I don't know about the rest of y'all but...I say it's time to start downloading.
 
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Chrono said:
New World Symphony by Dvorak. It's unbelieveablely good. We played it in marching band my senior year.
Hehehehe. Yeah, there's nothing like a transcription of a good symphony for marching band!
 
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zoobyshoe said:
Hehehehe. Yeah, there's nothing like a transcription of a good symphony for marching band!
Oh, hell yeah, man! I still have the sheet music. If I recall, it was the only year in my six that we've done classical.
 

Evo

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Njorl said:
Bizet's Carmen is the only Opera I like.Njorl
That was my mother's favorite opera, and so I also like it.

I love Wagner's "Ride of the Valkyries" as done by Bugs Bunny and Elmer Fudd in "Kill da Wabbit". :biggrin:

I have always liked Shubert's "Unfinished Symphony".
 
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Evo said:
I have always liked Shubert's "Unfinished Symphony".
I'm partial to P.D.Q. Bach's "Unbegun Symphony", as well. Consists of a third and fourth movement.
 

Math Is Hard

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Zooby!! How could you not mention Rachmaninoff! He is our fellow April fool!

Dooga -Concerto #2 and symphony # 2 will be instantly recognizable to you. They have been popular as movie themes(Groundhog's Day) and even as the basis for some pop-music songs. Both are absolutely wonderful.
 
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Math Is Hard said:
Zooby!! How could you not mention Rachmaninoff! He is our fellow April fool!
He betrayed us. Not one funny bagatelle.
 

Math Is Hard

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Au Contraire! I believe he ate bagatelles on a regular basis. Didn't he live on France for a while to escape communism?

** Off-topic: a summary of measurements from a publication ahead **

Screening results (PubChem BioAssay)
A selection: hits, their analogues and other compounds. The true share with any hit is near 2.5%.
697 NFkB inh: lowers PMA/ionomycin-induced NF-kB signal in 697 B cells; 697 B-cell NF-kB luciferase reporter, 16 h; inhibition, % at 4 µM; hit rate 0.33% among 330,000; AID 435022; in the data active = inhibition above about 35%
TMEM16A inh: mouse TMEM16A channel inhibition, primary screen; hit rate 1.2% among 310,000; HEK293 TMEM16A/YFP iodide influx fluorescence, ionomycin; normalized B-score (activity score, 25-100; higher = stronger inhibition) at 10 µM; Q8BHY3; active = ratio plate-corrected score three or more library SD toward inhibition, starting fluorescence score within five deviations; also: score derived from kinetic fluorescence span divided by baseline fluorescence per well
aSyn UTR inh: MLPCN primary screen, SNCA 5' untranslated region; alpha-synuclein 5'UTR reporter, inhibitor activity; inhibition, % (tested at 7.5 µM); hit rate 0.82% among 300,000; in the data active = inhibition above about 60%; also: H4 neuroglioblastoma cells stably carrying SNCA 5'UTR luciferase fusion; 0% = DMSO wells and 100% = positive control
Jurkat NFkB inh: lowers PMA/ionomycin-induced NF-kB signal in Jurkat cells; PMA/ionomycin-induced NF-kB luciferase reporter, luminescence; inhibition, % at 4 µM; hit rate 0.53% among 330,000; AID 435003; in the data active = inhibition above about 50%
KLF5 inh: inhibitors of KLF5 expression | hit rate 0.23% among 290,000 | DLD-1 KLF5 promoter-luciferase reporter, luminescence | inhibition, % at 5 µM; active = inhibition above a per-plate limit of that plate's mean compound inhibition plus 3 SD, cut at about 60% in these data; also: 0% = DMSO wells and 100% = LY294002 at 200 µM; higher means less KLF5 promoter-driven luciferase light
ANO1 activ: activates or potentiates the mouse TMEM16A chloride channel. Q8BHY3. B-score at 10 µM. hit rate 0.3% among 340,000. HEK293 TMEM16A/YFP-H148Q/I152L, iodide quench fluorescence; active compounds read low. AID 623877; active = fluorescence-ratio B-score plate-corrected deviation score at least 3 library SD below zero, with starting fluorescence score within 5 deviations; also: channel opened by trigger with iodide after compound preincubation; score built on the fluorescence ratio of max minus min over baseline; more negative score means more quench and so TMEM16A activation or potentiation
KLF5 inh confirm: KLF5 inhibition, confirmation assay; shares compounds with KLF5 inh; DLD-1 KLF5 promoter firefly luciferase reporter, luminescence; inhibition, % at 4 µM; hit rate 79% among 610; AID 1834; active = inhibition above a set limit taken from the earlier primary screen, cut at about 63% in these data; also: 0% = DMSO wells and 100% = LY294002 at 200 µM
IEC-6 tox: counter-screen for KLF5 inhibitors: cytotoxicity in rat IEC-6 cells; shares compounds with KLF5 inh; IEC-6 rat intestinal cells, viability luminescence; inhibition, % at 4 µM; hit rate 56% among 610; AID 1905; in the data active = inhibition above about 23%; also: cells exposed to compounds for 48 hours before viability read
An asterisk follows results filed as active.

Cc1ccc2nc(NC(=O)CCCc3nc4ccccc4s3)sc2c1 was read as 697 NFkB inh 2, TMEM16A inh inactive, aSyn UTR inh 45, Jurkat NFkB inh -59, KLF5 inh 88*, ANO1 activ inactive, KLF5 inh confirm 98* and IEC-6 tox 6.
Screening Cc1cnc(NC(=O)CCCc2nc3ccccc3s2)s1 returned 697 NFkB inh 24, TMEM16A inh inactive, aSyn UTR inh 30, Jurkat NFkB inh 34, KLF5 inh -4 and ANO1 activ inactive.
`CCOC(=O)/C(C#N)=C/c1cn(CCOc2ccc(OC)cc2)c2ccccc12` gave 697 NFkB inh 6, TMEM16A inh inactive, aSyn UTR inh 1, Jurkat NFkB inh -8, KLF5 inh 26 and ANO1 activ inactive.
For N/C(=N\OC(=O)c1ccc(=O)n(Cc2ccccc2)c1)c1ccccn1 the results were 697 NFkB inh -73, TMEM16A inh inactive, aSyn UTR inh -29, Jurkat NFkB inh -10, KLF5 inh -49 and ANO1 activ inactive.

I have heard he liked his bagatelles with raspberry jam, pickled herring, and swiss cheese. Not funny, mind you, but still amusing.
 
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I really like Albinoni's funky Adagio. :D
 

Math Is Hard

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And oops! sorry, that was Rhapsody on a Theme of Paganini by Rachmaninoff that was used in Grounghog day.
When you first put it on it will sound scattered and panicky and angry, but it settles down into a romantic theme.
Rachmaninoff was manic-depressive so I guess that's why that appealed to him.
 
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Math Is Hard said:
Au Contraire! I believe he ate bagatelles on a regular basis. Didn't he live on France for a while to escape communism?
I have heard he liked his bagatelles with raspberry jam, pickled herring, and swiss cheese. Not funny, mind you, but still amusing.
It sounds quite delicious but I'm still not laughing. Could he not have included some jellyfish on his bagatelle?
 

Math Is Hard

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Adam said:
I really like Albinoni's funky Adagio. :D
I love that piece too, but it's like a dirge for a funeral. Good for when you're feeling the blues.
Speaking of the blues, Ravel had some blues and jazz elements going on way before that style of music evolved. Listen to his Pavanne sometime and you'll definitely hear it!
 
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Math Is Hard

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zoobyshoe said:
It sounds quite delicious but I'm still not laughing. Could he not have included some jellyfish on his bagatelle?
Definitely not, I'm afraid. Jellyfish are known to interfere with manic-depression medication, so his doctor probably did not allow that in his diet :rofl:
 
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Math Is Hard said:
Definitely not, I'm afraid. Jellyfish are known to interfere with manic-depression medication, so his doctor probably did not allow that in his diet :rofl:
Hah! Beethoven was manic-depressive and he ate jellyfish all the time. After he wrote the Bagatelle Furry Lisa he wrote that one Jelly Jennie.
 
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Math Is Hard said:
I love that piece too, but it's like a dirge for a funeral. Good for when you're feeling the blues.
Speaking of the blues, Ravel had some blues and jazz elements going on way before that style of music evolved. Listen to his Pavanne sometime and you'll definitely hear it!
I like to listen to it when watching storms.